New report details how CPG companies are responding to customer, market demand
San Mateo, CA — May 11, 2005 — Aberdeen Group has released a new report, "Process Manufacturing Excellence: Strategies for the Plant Floor and Beyond," based on a survey of more than 60 process manufacturers.
The research firm said the report illustrates the importance of scheduling technology, team-planning and performance management for industry leaders. Aberdeen focused on the major business drivers, strategies and technology solutions of best-in-class process manufacturers in the chemical, food and beverage, and pharmaceutical industries.
According to Aberdeen, the key business challenges facing process manufacturers today include responding to major retailer mandates for just-in-time (JIT) delivery that requires improved forecasting; the need to take advantage of opportunistic selling that requires ramping-up quickly; and finally, downward pricing pressure from offshore competitors.
"Across the board, process-oriented manufacturers are undergoing dramatic change. The days of long production runs with few equipment changeovers are being replaced with dynamic schedules, new configuration processes for just-in-time shipment, and substantially more end items," said Jane Biddle, vice president of manufacturing research for Aberdeen. "We've identified a set of capabilities that separate the best-in-class performers from their poorer performing counterparts."
Today's market forces have led to a set of prioritized mandates, including decreased production costs, proactive management of the manufacturing process, the meeting of delivery dates and standardizing best practices. Aberdeen found that manufacturing excellence today is determined primarily by enterprises' ability to rapidly and profitably respond to customer and market demand through improvement programs, greater responsiveness, synchronization and flexibility.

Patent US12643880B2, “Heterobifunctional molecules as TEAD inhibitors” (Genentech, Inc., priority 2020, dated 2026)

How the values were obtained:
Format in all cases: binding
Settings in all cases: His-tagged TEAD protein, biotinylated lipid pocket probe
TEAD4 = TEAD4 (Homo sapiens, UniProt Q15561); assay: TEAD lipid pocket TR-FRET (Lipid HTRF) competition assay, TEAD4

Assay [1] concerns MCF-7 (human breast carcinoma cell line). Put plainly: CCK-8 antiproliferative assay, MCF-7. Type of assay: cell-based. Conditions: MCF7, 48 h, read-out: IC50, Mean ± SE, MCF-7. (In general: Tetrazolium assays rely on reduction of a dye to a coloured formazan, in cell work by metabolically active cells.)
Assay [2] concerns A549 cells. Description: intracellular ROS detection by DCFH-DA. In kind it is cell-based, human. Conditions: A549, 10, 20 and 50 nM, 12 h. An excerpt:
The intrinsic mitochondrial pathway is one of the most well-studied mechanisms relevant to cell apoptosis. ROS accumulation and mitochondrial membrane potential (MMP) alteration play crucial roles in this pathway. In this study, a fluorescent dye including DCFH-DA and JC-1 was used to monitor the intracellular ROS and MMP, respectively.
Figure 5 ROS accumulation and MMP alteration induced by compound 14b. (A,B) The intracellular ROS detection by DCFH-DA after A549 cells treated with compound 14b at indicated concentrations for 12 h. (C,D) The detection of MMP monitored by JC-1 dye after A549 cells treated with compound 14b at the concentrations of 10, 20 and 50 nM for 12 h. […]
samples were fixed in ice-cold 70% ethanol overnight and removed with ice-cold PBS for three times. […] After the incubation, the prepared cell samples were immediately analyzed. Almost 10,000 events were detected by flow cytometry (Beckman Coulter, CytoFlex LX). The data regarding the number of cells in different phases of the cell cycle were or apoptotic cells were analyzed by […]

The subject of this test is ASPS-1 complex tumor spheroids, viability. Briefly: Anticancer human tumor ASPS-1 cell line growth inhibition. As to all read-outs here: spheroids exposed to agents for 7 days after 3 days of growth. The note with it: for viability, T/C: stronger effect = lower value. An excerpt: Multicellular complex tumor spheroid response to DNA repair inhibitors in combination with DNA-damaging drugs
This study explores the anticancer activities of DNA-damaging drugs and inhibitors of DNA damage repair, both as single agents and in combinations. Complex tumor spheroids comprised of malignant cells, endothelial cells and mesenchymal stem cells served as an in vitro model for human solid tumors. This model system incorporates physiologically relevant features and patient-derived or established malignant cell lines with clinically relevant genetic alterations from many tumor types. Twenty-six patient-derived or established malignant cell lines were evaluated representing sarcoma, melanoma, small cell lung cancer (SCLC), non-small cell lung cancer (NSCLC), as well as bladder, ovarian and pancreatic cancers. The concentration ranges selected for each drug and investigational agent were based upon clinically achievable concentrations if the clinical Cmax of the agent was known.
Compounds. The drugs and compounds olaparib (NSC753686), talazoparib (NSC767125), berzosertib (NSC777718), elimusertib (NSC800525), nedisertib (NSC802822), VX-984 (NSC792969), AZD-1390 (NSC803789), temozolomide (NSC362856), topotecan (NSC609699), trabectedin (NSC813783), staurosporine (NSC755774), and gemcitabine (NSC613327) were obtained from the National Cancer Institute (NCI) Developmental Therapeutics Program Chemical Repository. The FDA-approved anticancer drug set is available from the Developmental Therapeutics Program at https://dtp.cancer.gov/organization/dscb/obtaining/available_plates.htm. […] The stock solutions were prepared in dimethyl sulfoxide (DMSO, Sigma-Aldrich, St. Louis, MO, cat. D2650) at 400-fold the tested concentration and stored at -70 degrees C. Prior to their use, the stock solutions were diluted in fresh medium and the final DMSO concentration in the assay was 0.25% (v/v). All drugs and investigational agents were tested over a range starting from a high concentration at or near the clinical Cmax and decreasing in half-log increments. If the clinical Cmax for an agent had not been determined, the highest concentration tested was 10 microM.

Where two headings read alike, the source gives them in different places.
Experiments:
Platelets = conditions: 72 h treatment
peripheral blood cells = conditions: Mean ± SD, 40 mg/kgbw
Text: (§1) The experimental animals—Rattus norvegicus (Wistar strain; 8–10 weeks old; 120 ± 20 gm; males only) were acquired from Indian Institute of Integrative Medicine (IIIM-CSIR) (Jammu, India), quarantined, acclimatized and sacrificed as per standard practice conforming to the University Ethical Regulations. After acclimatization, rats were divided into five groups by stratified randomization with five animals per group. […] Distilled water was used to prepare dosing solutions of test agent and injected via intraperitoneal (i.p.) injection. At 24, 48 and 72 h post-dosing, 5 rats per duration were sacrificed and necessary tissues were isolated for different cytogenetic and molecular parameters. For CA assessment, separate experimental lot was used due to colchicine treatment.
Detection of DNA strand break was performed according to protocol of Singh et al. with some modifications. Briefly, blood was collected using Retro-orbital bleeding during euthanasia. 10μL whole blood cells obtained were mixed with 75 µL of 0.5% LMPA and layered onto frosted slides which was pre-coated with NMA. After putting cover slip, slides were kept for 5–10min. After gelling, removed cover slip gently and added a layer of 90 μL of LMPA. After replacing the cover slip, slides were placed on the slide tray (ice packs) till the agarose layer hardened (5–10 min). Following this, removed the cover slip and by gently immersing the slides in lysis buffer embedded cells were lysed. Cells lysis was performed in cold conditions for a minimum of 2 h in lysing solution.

To date, best-in-class companies report that as a result of performance improvement initiatives, 75 percent have reduced inventory levels and 76 percent have increased on-time shipments.
Looking specifically at manufacturers' technology implementations, Aberdeen found that many organizations fill the scheduling gap between enterprise resource planning (ERP) and production with spreadsheet solutions and manual processes. In contrast, best-in-class manufacturers have established common information platforms that enable interoperability throughout manufacturing, support for the detection and response to anomalies, and the foundation for visualization and scenario planning.
Finite scheduling is at the top of many manufacturers' lists for technology acquisition. Seventy-three percent of best-in-class respondents stated that they have already implemented a finite scheduling tool, and 43 percent of all companies plan to implement one in the next 18 months.
Aberdeen also found that best-in-class companies strive to create "a collaborative work environment" for team-planning that enables them to solve problems "from the plant floor to the executive suite." Finally, the research firm saw that "metrics-driven performance improvement programs are paying dividends to leading chemical, food and beverage, pharmaceutical, and other process-oriented manufacturers."
Two companies were interviewed for the report, representing best-in-class manufacturers. One, a major cereal co-packer, was asked by its customer to ship just-in-time in response to daily forecasts extrapolated from point-of-sale data. After implementing an on-demand supply chain planning solution, the company was able to meet the new demand profitably, generating realistic schedules while decreasing inventory levels.